Tuesday, 15 November 2011

What's Happened to Princess Rd Bus Depot

On Monday I borrowed my brother's car. I wanted to go somewhere in South Manchester so drove down Princess Rd. Now ever since I can remember there has been a bus depot in Princess Rd. In fact in 1948 I went to the school, Bishop Bilsborrow Memorial School, that was right next to the bus depot. From time to time our football would get kicked over the wall for the school playground into the depot and I used to go round to collect it. The bus drivers usually made us wait at the entrance while they went and got the ball but now and then we went for it ourselves. So this was the first and as it happens the only enclosed bus depot I have ever been in. It was huge, smelling of oil and full of noise and loads of mysterious machinery and a few buses. Always an exciting place to visit.

So there I was driving down Princess Rd looking out for the big clock tower. Under the clock tower was the original entrance, very high for the trams to get in but by the time I started school the trams had all been taken up to Hyde Rd depot, had petrol poured over them and set on fire. Sad. Past Clarmont Rd and no sign of the clock, I was getting worried, what had happened to it?

I was soon to find out, sadly.

It has been pulled down, demolished, flattened, turned into a pile of rubble to make way for 200 houses. The has school suffered the same fate. Is nothing sacred? Have all the buses been taken up to Hyde Rd depot and set on fire like the poor trams?
PS 62 years after setting foot in Bishop Bilsborrow school I decided to look him up and find out why he had a school named after him. he was Bishop of Salford in the last quater of the 19th century and a strong advocate of eduction for all, rich and poor. He died in Babbacombe in 1903. You learn some thing new every day. (I hope)


Cabbie J said...

Hello David just read this article in the Herald about Elliot from TorbayBusRoutes:


tony /ex busman said...

Everything that used to be at Princess Road Depot is now in a brand new "state of the art" Depot at Sharston.where all the buses are parked outside.(progress)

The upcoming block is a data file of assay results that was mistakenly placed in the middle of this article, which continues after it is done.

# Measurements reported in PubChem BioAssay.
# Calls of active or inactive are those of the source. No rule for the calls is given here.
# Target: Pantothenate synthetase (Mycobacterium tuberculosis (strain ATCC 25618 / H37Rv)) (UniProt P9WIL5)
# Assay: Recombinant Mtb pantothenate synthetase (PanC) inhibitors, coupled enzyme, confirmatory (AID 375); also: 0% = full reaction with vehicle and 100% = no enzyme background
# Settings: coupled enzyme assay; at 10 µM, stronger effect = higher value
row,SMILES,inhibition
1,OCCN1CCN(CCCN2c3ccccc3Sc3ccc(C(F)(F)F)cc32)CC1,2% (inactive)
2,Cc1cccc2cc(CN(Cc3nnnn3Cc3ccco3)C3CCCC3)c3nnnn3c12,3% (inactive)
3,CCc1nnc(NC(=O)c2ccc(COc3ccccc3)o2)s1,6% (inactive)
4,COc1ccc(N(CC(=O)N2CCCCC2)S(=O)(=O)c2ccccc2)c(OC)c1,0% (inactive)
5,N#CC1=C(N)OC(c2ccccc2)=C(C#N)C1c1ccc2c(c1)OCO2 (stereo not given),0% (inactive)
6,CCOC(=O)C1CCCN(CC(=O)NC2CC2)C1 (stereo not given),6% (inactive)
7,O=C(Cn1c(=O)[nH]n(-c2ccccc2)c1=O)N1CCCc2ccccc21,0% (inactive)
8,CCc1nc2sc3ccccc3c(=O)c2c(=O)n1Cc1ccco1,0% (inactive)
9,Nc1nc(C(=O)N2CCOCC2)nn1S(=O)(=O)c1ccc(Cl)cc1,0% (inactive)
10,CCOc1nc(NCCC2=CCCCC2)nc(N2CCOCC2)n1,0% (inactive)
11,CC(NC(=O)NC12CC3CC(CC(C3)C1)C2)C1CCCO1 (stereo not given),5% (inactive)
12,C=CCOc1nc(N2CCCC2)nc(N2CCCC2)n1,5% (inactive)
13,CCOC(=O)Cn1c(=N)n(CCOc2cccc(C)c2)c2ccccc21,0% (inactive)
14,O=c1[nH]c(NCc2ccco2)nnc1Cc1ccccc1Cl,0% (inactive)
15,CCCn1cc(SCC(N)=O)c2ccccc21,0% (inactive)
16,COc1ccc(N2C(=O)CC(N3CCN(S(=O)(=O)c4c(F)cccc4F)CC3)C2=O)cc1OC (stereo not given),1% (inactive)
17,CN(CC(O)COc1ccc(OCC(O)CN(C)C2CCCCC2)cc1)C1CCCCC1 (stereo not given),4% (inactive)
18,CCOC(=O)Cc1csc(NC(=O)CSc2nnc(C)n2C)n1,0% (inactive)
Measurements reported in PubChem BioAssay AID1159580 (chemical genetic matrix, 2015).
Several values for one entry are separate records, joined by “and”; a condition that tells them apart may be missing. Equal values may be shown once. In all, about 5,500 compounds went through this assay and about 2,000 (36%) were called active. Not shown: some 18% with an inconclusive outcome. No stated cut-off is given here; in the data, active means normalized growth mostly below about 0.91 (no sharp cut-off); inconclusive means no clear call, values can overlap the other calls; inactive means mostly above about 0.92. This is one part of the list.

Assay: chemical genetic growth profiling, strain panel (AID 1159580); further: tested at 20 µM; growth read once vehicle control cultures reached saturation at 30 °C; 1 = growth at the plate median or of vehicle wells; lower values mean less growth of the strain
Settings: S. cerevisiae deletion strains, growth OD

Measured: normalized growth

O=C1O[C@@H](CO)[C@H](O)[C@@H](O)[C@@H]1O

Anonymous said...

Stagecoach Manchester closed its historic 100-year-old Princess Road bus depot and moved to a new open air depot in Sharston. In door bus depots are athing of the past it seems. The move marks the acquisition of the Moss Side site by Manchester City Council as part of its scheme to regenerate Hulme and Moss Side.

David said...

Thanks to Tony and anon for that info. It would have been nice if the city council could have left the tram entrance and clock tower standing.

Anonymous said...

The clocktower has been dismantled and saved for eventual rebuilding, possibly at Heaton Park Tramway Museum. The smaller artefacts, such as the huge wooden internal depot clock and the original 1908 foundation stone which had been lost and forgotten about since the War when the entrance arch was bricked up has been recently salvaged by the Transport Museum.

Norman from Old Trafford said...

I was at Princess Road 1960-1970 during the transition from the old half cabs to rear engine buses and finally one man operations and from MCTD to SELNEC. The stories one could tell in that 10 years would take a long long time.
I remember that the depot in Wythenshawe had an outside parking area and during the winter months each bus had a steam hose placed into the radiator to stop it freezing during the winter. The open back buses also would be so cold that when passengers finally got on the windows would all steam up.
To eliminate Princess Road seems counter productive. It was a well laid out depot and easy to drive around.It had its own tyre shop, workshop with pits, fuel bowsers which kept the buses always topped up and wash bay. Now to go out from a well placed location in Moss Side to outer Shsrston with outside parking leaving the buses open to the elements and no doubt graffiti attacks seems questionable. Ah well it is supposed to be progress they say.